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The spice turmeric has a long-established history as a natural medicine with tremendous disease prevention and treatment potential.

Turmeric and Cancer

Turmeric may prevent and treat (possibly by reprogramming cancer cell death) certain types of cancer including cancers of the colon, pancreas, skin, mouth and vulva, as well as ulcerating breast cancer. It may also prevent type 2 diabetes, possibly by decreasing fats in the blood.

While population studies can’t prove a correlation between dietary turmeric and decreased cancer risk, it’s well known that the prevalence of cancer is significantly lower among populations that consume the most turmeric, like India.

Turmeric has long been used to fight inflammation and may be able to improve endothelial function – the ability of our arteries to relax normally. Turmeric consumption may also be beneficial for those suffering from multiple myeloma, osteoarthritis, rheumatoid arthritis and Alzheimer’s.

In one study, turmeric produced a dramatic reduction in pain and fatigue among patients recovering from gallstone surgery, leading researchers to suggest it as an alternative to synthesized anti-inflammatory medications.

Certain individuals should not consume curcumin or turmeric, including those who are pregnant or susceptible to kidney stones.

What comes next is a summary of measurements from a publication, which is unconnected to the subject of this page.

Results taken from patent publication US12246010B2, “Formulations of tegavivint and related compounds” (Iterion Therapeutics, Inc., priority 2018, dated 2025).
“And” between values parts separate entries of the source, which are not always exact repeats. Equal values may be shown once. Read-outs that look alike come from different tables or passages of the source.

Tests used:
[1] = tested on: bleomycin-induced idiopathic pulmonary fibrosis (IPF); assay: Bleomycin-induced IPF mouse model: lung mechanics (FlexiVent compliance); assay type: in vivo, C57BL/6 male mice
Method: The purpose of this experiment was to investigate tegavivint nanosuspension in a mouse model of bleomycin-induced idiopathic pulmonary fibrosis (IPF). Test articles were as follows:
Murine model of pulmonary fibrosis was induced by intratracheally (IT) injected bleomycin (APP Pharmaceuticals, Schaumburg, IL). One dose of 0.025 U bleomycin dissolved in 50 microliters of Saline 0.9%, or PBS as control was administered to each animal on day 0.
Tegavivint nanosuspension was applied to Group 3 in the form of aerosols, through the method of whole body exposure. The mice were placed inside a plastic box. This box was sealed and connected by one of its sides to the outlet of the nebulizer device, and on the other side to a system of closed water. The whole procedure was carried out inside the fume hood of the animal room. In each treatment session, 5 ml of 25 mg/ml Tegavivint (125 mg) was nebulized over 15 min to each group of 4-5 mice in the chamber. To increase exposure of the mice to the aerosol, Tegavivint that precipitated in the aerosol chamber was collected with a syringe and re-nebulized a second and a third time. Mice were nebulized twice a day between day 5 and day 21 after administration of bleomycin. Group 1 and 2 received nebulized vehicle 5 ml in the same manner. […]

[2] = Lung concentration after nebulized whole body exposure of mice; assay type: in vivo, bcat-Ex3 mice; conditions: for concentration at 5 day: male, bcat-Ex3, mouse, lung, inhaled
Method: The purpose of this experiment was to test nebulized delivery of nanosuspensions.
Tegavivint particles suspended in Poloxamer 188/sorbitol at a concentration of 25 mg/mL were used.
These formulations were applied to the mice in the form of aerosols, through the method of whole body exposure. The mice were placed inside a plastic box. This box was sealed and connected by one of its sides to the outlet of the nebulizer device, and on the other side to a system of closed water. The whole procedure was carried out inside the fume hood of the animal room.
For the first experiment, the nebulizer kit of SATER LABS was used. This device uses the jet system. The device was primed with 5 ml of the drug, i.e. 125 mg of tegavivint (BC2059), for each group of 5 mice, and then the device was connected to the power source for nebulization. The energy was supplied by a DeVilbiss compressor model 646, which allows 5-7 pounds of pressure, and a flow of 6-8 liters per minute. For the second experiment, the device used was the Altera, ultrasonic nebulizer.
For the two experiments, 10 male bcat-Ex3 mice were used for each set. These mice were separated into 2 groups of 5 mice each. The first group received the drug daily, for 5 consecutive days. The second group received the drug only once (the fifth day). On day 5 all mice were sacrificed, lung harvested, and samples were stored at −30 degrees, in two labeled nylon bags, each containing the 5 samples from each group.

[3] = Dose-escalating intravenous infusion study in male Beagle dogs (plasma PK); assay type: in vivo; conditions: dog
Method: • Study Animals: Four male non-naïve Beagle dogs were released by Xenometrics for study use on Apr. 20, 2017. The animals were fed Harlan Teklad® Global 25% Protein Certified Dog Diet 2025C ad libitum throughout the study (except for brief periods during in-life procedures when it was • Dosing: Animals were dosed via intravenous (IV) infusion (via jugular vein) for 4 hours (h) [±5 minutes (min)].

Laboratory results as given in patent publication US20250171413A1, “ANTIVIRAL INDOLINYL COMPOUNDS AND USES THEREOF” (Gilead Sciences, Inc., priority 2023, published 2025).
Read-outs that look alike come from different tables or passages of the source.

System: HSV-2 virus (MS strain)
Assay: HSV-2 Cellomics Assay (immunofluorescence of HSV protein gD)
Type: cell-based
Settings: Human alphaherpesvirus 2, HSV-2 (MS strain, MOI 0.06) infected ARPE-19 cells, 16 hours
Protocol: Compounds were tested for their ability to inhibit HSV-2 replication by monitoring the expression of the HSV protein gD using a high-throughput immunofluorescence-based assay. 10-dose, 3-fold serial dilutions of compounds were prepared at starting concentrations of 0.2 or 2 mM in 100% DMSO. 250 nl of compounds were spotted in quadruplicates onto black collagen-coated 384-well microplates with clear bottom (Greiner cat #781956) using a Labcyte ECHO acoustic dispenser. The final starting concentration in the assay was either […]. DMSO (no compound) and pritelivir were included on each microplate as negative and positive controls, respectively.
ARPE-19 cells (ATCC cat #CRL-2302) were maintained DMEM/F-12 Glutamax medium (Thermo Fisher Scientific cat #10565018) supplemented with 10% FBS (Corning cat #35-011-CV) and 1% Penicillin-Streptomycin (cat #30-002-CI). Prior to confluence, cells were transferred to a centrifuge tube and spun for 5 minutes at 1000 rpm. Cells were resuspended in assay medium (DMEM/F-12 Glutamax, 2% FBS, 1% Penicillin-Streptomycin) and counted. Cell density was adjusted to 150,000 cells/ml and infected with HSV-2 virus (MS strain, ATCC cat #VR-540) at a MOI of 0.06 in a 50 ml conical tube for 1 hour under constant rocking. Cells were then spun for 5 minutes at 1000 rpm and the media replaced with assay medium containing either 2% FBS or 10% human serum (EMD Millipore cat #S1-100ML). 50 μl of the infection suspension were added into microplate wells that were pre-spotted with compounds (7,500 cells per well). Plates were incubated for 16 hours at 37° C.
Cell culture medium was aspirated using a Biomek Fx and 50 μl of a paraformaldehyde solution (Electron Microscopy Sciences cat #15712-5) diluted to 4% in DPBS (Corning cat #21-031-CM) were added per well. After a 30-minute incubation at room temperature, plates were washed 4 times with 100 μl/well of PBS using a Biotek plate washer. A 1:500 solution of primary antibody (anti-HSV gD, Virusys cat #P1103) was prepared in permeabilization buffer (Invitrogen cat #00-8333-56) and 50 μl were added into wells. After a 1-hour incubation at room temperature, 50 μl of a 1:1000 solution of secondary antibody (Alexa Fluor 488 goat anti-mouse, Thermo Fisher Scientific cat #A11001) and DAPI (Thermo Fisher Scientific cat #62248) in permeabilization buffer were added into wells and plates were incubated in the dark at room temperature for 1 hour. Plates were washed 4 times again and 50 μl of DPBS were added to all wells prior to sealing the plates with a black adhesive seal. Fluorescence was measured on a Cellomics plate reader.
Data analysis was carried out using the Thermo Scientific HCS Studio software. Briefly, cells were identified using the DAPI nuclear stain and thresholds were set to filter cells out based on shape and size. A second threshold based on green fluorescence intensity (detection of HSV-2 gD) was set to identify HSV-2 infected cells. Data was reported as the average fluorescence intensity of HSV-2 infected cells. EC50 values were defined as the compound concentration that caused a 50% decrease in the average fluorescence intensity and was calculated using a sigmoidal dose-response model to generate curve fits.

Turmeric Supplements

Turmeric is affordable and readily available; in fact, it’s the third best-selling botanical dietary supplement. Yet clinical trials remain sporadic because natural foods or spices like turmeric cannot be turned into an intellectual property. Drug companies are not interested in its commercialization because they cannot profit from it. Turmeric is an active ingredient in numerous supplements, but the industry is poorly regulated and many of these supplements don’t contain the ingredients on the label.

While curcumin has been identified as an active ingredient in turmeric, it is only one of many active ingredients, and for this reason, those interested in diet supplementation should consume the whole herb, turmeric, rather than just curcumin.


Image Credit: Thanthima Limsakul © 123RF.com. This image has been modified.

Topic summary contributed by Dawn Handschuh

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